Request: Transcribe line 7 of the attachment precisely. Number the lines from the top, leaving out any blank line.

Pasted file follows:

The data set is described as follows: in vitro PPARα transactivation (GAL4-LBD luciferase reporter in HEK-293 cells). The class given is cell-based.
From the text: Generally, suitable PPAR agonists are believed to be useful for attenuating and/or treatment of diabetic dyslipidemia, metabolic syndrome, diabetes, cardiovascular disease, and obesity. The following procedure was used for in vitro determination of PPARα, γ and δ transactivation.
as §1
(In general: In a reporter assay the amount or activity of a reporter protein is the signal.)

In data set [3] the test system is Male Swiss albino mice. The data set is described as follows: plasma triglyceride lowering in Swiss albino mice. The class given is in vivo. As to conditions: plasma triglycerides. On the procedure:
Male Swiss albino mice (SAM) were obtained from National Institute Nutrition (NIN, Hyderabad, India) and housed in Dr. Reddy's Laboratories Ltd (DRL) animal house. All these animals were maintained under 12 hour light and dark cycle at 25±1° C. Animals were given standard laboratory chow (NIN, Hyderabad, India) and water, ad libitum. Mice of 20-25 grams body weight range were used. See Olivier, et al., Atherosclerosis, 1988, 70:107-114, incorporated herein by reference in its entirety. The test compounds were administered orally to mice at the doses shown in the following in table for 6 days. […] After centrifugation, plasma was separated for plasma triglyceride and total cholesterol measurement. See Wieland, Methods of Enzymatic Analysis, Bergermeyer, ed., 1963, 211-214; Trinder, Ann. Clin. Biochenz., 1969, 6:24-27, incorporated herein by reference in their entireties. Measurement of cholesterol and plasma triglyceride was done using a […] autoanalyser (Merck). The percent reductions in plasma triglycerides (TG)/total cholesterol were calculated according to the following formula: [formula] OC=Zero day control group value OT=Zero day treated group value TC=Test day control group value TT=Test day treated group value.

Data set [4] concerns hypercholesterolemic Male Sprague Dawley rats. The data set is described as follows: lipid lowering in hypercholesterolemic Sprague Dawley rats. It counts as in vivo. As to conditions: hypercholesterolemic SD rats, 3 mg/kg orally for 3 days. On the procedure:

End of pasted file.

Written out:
Data set [4] concerns hypercholesterolemic Male Sprague Dawley rats. The data set is described as follows: lipid lowering in hypercholesterolemic Sprague Dawley rats. It counts as in vivo. As to conditions: hypercholesterolemic SD rats, 3 mg/kg orally for 3 days. On the procedure: